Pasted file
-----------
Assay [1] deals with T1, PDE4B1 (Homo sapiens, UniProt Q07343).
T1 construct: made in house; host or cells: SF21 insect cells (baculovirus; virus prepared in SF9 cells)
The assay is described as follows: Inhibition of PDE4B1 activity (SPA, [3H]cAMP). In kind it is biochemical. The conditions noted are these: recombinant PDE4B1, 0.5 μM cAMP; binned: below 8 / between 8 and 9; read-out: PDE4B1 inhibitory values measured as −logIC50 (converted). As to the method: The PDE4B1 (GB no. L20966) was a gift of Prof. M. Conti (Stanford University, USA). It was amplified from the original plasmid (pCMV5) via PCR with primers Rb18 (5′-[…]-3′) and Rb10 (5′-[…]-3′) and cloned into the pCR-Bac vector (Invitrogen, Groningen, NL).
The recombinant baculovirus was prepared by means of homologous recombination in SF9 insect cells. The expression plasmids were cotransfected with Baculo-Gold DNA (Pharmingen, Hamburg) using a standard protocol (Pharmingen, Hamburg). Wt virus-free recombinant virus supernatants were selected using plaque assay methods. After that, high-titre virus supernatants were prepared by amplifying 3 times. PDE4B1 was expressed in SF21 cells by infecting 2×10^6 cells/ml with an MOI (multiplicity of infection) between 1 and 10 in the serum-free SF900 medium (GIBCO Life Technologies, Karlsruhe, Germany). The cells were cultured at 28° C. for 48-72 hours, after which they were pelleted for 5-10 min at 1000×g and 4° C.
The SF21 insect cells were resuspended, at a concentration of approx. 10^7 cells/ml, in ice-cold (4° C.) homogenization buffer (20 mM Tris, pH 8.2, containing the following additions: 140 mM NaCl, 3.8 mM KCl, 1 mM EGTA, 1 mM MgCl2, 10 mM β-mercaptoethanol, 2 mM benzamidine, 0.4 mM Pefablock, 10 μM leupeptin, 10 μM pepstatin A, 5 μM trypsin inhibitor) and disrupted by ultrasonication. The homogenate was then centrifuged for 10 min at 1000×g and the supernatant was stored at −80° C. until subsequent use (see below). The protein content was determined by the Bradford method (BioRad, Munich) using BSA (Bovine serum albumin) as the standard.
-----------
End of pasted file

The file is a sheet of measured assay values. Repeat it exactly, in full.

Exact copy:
Assay [1] deals with T1, PDE4B1 (Homo sapiens, UniProt Q07343).
T1 construct: made in house; host or cells: SF21 insect cells (baculovirus; virus prepared in SF9 cells)
The assay is described as follows: Inhibition of PDE4B1 activity (SPA, [3H]cAMP). In kind it is biochemical. The conditions noted are these: recombinant PDE4B1, 0.5 μM cAMP; binned: below 8 / between 8 and 9; read-out: PDE4B1 inhibitory values measured as −logIC50 (converted). As to the method: The PDE4B1 (GB no. L20966) was a gift of Prof. M. Conti (Stanford University, USA). It was amplified from the original plasmid (pCMV5) via PCR with primers Rb18 (5′-[…]-3′) and Rb10 (5′-[…]-3′) and cloned into the pCR-Bac vector (Invitrogen, Groningen, NL).
The recombinant baculovirus was prepared by means of homologous recombination in SF9 insect cells. The expression plasmids were cotransfected with Baculo-Gold DNA (Pharmingen, Hamburg) using a standard protocol (Pharmingen, Hamburg). Wt virus-free recombinant virus supernatants were selected using plaque assay methods. After that, high-titre virus supernatants were prepared by amplifying 3 times. PDE4B1 was expressed in SF21 cells by infecting 2×10^6 cells/ml with an MOI (multiplicity of infection) between 1 and 10 in the serum-free SF900 medium (GIBCO Life Technologies, Karlsruhe, Germany). The cells were cultured at 28° C. for 48-72 hours, after which they were pelleted for 5-10 min at 1000×g and 4° C.
The SF21 insect cells were resuspended, at a concentration of approx. 10^7 cells/ml, in ice-cold (4° C.) homogenization buffer (20 mM Tris, pH 8.2, containing the following additions: 140 mM NaCl, 3.8 mM KCl, 1 mM EGTA, 1 mM MgCl2, 10 mM β-mercaptoethanol, 2 mM benzamidine, 0.4 mM Pefablock, 10 μM leupeptin, 10 μM pepstatin A, 5 μM trypsin inhibitor) and disrupted by ultrasonication. The homogenate was then centrifuged for 10 min at 1000×g and the supernatant was stored at −80° C. until subsequent use (see below). The protein content was determined by the Bradford method (BioRad, Munich) using BSA (Bovine serum albumin) as the standard.